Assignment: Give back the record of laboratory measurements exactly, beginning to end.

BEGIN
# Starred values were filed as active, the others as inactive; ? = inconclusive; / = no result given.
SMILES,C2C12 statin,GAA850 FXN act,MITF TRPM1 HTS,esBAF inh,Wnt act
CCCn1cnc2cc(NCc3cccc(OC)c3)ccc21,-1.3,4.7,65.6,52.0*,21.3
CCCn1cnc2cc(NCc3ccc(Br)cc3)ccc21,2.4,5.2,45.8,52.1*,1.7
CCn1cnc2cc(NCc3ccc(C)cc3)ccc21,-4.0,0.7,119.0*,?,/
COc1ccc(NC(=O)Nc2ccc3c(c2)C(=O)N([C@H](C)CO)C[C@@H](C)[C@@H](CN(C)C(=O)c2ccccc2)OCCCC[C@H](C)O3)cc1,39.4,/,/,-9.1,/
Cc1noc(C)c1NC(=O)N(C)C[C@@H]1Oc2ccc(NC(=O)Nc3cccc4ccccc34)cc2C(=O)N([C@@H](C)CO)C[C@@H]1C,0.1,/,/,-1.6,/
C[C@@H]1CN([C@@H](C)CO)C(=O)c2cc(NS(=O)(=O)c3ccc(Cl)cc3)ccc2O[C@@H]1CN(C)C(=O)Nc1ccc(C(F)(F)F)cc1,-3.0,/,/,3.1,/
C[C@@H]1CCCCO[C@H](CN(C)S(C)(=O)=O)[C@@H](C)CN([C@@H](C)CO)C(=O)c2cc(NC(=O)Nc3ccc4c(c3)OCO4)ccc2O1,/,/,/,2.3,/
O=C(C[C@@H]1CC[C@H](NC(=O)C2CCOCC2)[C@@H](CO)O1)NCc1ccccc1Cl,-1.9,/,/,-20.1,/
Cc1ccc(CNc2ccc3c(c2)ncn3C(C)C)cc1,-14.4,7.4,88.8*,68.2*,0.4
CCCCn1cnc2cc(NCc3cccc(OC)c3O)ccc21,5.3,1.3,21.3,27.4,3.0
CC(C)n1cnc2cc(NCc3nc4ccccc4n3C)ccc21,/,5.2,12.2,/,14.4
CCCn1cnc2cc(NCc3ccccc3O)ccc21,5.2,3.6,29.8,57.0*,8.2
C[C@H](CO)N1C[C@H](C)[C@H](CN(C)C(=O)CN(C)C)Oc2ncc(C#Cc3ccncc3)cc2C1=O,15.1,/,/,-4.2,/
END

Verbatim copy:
# Starred values were filed as active, the others as inactive; ? = inconclusive; / = no result given.
SMILES,C2C12 statin,GAA850 FXN act,MITF TRPM1 HTS,esBAF inh,Wnt act
CCCn1cnc2cc(NCc3cccc(OC)c3)ccc21,-1.3,4.7,65.6,52.0*,21.3
CCCn1cnc2cc(NCc3ccc(Br)cc3)ccc21,2.4,5.2,45.8,52.1*,1.7
CCn1cnc2cc(NCc3ccc(C)cc3)ccc21,-4.0,0.7,119.0*,?,/
COc1ccc(NC(=O)Nc2ccc3c(c2)C(=O)N([C@H](C)CO)C[C@@H](C)[C@@H](CN(C)C(=O)c2ccccc2)OCCCC[C@H](C)O3)cc1,39.4,/,/,-9.1,/
Cc1noc(C)c1NC(=O)N(C)C[C@@H]1Oc2ccc(NC(=O)Nc3cccc4ccccc34)cc2C(=O)N([C@@H](C)CO)C[C@@H]1C,0.1,/,/,-1.6,/
C[C@@H]1CN([C@@H](C)CO)C(=O)c2cc(NS(=O)(=O)c3ccc(Cl)cc3)ccc2O[C@@H]1CN(C)C(=O)Nc1ccc(C(F)(F)F)cc1,-3.0,/,/,3.1,/
C[C@@H]1CCCCO[C@H](CN(C)S(C)(=O)=O)[C@@H](C)CN([C@@H](C)CO)C(=O)c2cc(NC(=O)Nc3ccc4c(c3)OCO4)ccc2O1,/,/,/,2.3,/
O=C(C[C@@H]1CC[C@H](NC(=O)C2CCOCC2)[C@@H](CO)O1)NCc1ccccc1Cl,-1.9,/,/,-20.1,/
Cc1ccc(CNc2ccc3c(c2)ncn3C(C)C)cc1,-14.4,7.4,88.8*,68.2*,0.4
CCCCn1cnc2cc(NCc3cccc(OC)c3O)ccc21,5.3,1.3,21.3,27.4,3.0
CC(C)n1cnc2cc(NCc3nc4ccccc4n3C)ccc21,/,5.2,12.2,/,14.4
CCCn1cnc2cc(NCc3ccccc3O)ccc21,5.2,3.6,29.8,57.0*,8.2
C[C@H](CO)N1C[C@H](C)[C@H](CN(C)C(=O)CN(C)C)Oc2ncc(C#Cc3ccncc3)cc2C1=O,15.1,/,/,-4.2,/